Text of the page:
Global regulation of the response to sulfur availability in the cheese-related bacterium Brevibacterium aurantiacum.

INRA-AgroParis Tech, UMR 782 Génie et Microbiologie des Procédés Alimentaires, Centre de Biotechnologies Agro-Industrielles, 78850 Thiverval-Grignon, France.
Applied and Environmental Microbiology (Impact Factor: 3.95). 02/2011; 77(4):1449-59. DOI: 10.1128/AEM.01708-10
Source: PubMed

ABSTRACT In this study, we combined metabolic reconstruction, growth assays, and metabolome and transcriptome analyses to obtain a global view of the sulfur metabolic network and of the response to sulfur availability in Brevibacterium aurantiacum. In agreement with the growth of B. aurantiacum in the presence of sulfate and cystine, the metabolic reconstruction showed the presence of a sulfate assimilation pathway, thiolation pathways that produce cysteine (cysE and cysK) or homocysteine (metX and metY) from sulfide, at least one gene of the transsulfuration pathway (aecD), and genes encoding three MetE-type methionine synthases. We also compared the expression profiles of B. aurantiacum ATCC 9175 during sulfur starvation or in the presence of sulfate. Under sulfur starvation, 690 genes, including 21 genes involved in sulfur metabolism and 29 genes encoding amino acids and peptide transporters, were differentially expressed. We also investigated changes in pools of sulfur-containing metabolites and in expression profiles after growth in the presence of sulfate, cystine, or methionine plus cystine. The expression of genes involved in sulfate assimilation and cysteine synthesis was repressed in the presence of cystine, whereas the expression of metX, metY, metE1, metE2, and BL613, encoding a probable cystathionine-γ-synthase, decreased in the presence of methionine. We identified three ABC transporters: two operons encoding transporters were transcribed more strongly during cysteine limitation, and one was transcribed more strongly during methionine depletion. Finally, the expression of genes encoding a methionine γ-lyase (BL929) and a methionine transporter (metPS) was induced in the presence of methionine in conjunction with a significant increase in volatile sulfur compound production.

Download full-text


Available from: Isabelle Martin-Verstraete, Jun 24, 2015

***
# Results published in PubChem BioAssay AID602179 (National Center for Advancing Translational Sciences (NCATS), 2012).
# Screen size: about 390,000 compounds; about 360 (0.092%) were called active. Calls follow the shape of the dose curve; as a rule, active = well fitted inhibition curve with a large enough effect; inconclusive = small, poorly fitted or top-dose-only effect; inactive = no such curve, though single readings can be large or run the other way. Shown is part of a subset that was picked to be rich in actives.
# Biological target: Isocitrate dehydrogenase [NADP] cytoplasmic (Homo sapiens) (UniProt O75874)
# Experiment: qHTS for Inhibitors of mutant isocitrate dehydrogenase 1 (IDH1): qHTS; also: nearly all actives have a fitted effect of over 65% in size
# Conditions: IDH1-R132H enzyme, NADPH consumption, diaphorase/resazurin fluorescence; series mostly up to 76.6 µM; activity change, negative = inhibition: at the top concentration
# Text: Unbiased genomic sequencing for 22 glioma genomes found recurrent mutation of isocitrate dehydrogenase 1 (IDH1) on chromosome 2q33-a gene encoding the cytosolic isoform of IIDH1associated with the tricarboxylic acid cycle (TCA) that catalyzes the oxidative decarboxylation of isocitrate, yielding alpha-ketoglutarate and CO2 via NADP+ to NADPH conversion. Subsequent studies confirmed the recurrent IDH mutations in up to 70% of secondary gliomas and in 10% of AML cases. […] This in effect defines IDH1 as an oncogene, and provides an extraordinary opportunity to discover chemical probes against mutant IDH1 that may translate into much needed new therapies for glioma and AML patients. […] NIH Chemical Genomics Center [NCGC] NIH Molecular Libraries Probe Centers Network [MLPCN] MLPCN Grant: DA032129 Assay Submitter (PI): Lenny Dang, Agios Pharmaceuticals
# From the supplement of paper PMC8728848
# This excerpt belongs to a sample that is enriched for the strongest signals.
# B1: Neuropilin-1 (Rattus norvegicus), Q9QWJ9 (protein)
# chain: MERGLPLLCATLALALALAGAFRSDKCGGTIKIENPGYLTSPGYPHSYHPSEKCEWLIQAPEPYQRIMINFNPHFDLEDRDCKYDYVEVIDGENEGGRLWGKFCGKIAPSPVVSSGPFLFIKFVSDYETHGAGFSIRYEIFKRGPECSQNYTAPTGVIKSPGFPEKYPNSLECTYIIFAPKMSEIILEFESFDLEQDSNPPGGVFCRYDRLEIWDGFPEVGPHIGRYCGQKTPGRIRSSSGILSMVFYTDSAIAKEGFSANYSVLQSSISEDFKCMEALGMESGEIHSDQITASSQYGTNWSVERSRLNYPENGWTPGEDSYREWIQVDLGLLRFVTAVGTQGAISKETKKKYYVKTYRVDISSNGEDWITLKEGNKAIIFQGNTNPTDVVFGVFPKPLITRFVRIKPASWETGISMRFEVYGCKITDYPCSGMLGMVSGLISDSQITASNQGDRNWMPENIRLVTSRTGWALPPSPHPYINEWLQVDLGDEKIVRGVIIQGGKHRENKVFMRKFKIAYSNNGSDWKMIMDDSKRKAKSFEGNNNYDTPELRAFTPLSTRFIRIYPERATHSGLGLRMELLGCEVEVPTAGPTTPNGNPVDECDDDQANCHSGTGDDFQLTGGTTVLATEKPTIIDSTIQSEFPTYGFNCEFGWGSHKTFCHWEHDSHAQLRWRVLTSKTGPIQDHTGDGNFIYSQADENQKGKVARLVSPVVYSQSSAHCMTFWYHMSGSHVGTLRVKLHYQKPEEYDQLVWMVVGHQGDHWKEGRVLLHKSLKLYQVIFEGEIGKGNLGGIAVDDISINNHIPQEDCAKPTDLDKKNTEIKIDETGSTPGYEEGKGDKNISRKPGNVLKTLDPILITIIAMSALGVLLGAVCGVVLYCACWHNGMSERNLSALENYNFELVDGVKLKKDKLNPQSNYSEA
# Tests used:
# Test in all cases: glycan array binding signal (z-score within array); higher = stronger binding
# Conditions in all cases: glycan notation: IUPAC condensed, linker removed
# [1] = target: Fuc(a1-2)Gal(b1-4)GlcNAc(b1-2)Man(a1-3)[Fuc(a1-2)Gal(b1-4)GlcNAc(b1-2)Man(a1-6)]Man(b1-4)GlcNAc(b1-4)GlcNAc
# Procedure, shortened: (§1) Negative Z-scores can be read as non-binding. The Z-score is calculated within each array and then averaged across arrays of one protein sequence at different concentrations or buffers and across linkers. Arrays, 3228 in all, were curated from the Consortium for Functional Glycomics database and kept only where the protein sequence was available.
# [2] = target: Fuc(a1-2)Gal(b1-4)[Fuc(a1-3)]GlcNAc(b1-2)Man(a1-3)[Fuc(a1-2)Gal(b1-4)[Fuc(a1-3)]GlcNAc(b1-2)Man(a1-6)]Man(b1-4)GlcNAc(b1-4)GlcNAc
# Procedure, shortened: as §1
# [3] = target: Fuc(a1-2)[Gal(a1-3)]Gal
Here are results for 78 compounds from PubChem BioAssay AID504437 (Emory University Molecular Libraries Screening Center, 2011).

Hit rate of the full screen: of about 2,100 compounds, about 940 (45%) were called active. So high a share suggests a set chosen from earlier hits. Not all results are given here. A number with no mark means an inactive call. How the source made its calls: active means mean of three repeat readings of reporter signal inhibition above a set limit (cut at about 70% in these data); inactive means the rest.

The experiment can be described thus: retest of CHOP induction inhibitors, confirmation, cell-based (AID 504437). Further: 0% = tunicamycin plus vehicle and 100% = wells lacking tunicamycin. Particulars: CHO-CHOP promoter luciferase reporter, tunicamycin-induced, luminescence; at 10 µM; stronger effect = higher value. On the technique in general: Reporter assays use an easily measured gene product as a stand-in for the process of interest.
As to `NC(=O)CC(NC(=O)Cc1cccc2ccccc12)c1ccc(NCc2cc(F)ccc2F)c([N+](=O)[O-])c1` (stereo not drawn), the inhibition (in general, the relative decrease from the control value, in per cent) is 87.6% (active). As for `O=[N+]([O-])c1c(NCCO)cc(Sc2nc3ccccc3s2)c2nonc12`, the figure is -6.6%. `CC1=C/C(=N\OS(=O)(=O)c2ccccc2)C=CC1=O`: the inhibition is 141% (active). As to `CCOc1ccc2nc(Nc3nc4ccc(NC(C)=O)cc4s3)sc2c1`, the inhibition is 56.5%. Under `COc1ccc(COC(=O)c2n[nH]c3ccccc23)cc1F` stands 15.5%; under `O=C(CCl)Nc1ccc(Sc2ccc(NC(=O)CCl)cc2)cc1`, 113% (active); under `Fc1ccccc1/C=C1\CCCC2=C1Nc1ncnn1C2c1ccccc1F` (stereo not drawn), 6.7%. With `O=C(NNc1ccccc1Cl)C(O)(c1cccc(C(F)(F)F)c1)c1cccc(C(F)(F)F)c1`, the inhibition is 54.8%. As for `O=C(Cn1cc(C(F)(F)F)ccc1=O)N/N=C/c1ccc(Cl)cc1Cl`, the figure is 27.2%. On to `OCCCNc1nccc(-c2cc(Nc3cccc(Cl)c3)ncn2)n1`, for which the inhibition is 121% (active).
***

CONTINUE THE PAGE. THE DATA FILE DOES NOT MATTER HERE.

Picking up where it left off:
• Source
    [Show abstract] [Hide abstract]
    ABSTRACT: Metabolic profiles of biofluids obtained by atmospheric pressure ionization mass spectrometry-based technologies contain hundreds to thousands of features, most of them remaining unknown or at least not characterized in analytical systems. We report here on the annotation of the human adult urinary metabolome and metabolite identification from electrospray ionization mass spectrometry (ESI-MS)-based metabolomics data sets. Features of biological interest were first of all annotated using the ESI-MS database of the laboratory. They were also grouped, thanks to software tools, and annotated using public databases. Metabolite identification was achieved using two complementary approaches: (i) formal identification by matching chromatographic retention times, mass spectra, and also product ion spectra (if required) of metabolites to be characterized in biological data sets to those of reference compounds and (ii) putative identification from biological data thanks to MS/MS experiments for metabolites not available in our chemical library. By these means, 384 metabolites corresponding to 1484 annotated features (659 in negative ion mode and 825 in positive ion mode) were characterized in human urine samples. Of these metabolites, 192 and 66 were formally and putatively identified, respectively, and 54 are reported in human urine for the first time. These lists of features could be used by other laboratories to annotate their ESI-MS metabolomics data sets.